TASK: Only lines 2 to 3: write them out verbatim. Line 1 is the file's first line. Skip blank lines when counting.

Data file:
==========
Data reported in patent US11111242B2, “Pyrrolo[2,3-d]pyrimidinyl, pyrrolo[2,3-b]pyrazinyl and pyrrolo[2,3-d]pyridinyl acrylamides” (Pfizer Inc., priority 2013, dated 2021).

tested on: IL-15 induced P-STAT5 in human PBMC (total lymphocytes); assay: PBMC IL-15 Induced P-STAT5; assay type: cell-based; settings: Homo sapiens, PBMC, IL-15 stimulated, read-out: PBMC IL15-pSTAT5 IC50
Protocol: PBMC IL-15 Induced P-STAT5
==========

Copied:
tested on: IL-15 induced P-STAT5 in human PBMC (total lymphocytes); assay: PBMC IL-15 Induced P-STAT5; assay type: cell-based; settings: Homo sapiens, PBMC, IL-15 stimulated, read-out: PBMC IL15-pSTAT5 IC50
Protocol: PBMC IL-15 Induced P-STAT5